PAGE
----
Sharing experiences in managing osteoporosis
Osteoporosis is an increasing concern of medical staff, and management of osteoporosis patients requires the collaboration of both internal medicine and surgeries. In particular, managing complications of osteoporosis plays an important role, especially bone fracture complications that need to be prevented, detected and intervened early and adequately.
To update and share experiences in the clinical practice of managing and treating osteoporosis, Viet Duc University Hospital, in collaboration with Novartis Company Limited – Sandoz Business Unit, has organized the Scientific Conference in Management Patients with Bone Fractures caused by osteoporosis.
Attending the Conference, on the side of Viet Duc University Hospital, there were Associate Professor, Nguyen Manh Khanh, MD, PhD, Vice Director of the Hospital, also a chairman of the workshop; Associate Professor, Nguyen Thi Kim Lien, MD, PhD, Head of Rehabilitation Department; and Dr. Nguyen Hoang Long, MD, PhD, Deputy Head of Spine Surgery Department.
On be half of the Department of Medical Service Administration f – Ministry of Health, there was Doctor Nguyen Thi Thanh Lich, Deputy Head of the Rehabilitation and Health Assessment division; From Vietnam Rehabilitation Association, there were Professor, Dr. Cao Minh Chau, General Secretary, and Associate Professor Nguyen Trong Luu, MD, PhD, Vice President. The representative of Novartis Company Limited – Sandoz Business Unit, there was MS. Pharmacist. Le Thi Tuong Vy – Director of Sandoz Vietnam Specialty Pharmaceuticals. The participants were also leaders and doctors from Centers/Faculties/Departments of Viet Duc University Hospital and medical facilities in the region.
At the conference, Dr. Nguyen Hoang Long, MD, PhD, Deputy Head of the Spine Surgery Department, presented the report titled “The current situation of bone fractures due to osteoporosis at Viet Duc University Hospital”. Osteoporosis is a metabolic disease characterized by reduced bone mass and impaired bone microstructure, causing bones to become brittle and easy to break. Osteoporosis affects more than 50 million adults in the United States, with a prevalence of 10.3%. Osteoporosis is the leading cause of pathological bone fractures in the elderly, especially postmenopausal women. Common fracture locations are the femoral neck, spine, and wrist bones. Osteoporosis puts patients at an increased risk of pathological bone fractures. Treatment of fractures due to osteoporosis must combine treatment of the fracture and treatment of osteoporosis. Osteoporosis is a risk factor for postoperative complications in surgeries involving bone fusion.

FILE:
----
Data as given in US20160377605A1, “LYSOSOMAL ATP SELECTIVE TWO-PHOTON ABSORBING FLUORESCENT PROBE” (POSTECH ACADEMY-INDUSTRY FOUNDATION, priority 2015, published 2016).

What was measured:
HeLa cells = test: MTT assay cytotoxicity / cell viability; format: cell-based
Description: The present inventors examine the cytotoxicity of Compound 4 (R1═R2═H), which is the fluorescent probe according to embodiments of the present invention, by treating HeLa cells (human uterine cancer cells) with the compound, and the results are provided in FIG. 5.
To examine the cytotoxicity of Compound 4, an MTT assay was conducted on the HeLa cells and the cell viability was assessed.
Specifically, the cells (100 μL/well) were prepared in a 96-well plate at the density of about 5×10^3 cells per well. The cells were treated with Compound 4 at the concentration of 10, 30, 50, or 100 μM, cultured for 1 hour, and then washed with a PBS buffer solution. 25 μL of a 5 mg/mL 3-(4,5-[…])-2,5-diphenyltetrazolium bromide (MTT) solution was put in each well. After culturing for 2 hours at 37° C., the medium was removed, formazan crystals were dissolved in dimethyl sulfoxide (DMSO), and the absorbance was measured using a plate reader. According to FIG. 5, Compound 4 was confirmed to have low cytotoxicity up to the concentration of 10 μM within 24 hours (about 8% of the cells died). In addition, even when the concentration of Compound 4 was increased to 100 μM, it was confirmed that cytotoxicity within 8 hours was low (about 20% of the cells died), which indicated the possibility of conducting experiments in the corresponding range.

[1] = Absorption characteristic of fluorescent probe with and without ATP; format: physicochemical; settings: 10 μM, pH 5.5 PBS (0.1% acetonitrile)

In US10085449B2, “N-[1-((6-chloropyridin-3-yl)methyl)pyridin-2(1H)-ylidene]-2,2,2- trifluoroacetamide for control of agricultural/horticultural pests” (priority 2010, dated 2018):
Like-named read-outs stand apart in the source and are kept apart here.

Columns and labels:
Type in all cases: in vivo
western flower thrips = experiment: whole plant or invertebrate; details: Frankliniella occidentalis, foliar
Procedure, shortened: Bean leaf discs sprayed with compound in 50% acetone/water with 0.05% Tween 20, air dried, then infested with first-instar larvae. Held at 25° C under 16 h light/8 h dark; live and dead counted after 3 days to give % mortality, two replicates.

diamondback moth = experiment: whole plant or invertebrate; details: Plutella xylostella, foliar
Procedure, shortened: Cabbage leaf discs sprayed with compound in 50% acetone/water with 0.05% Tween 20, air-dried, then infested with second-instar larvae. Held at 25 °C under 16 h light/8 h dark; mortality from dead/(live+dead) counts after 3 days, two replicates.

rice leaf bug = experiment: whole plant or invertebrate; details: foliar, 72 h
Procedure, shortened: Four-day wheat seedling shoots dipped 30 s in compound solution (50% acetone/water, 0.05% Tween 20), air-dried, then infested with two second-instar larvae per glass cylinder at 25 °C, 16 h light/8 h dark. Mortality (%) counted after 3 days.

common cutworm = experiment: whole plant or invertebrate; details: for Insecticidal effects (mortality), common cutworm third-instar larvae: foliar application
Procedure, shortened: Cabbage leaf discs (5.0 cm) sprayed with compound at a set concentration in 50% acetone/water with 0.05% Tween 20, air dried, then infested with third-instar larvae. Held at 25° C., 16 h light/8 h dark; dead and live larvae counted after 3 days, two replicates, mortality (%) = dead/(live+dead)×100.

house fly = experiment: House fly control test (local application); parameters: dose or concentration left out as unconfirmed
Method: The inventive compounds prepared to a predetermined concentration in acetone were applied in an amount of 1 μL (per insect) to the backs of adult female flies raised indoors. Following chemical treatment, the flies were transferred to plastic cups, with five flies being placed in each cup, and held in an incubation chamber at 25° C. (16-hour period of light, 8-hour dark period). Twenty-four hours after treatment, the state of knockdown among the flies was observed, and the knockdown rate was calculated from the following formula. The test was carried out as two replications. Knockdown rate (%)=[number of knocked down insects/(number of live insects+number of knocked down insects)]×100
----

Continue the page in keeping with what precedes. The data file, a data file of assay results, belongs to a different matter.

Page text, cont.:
Additionally, Associate Professor Nguyen Thi Kim Lien, MD, PhD Head of the Rehabilitation Department, shared a presentation on “Updating treatment and rehabilitation in preventing re-fractures due to osteoporosis”. Associate Professor Nguyen Thi Kim Lien, MD, PhD said that 6 steps to prevent falls after re-fracture included avoiding tripping by eliminating hazards, installing handrails and using additional lighting systems; Performing weight-bearing exercises to increase muscle strength regularly and appropriately, combined with exercises to improve balance; Keeping glasses clean and in good condition, be careful when going up stairs if wearing bifocals, and wear sunglasses on sunny days to reduce glare; Wearing comfortable, supportive shoes with wide heels and non-slip soles; Maintaining a healthy diet including fresh fruits, vegetables and calcium-rich foods; Asking the patient about previous falls, and monitoring medication side effects.
The workshop ended successfully.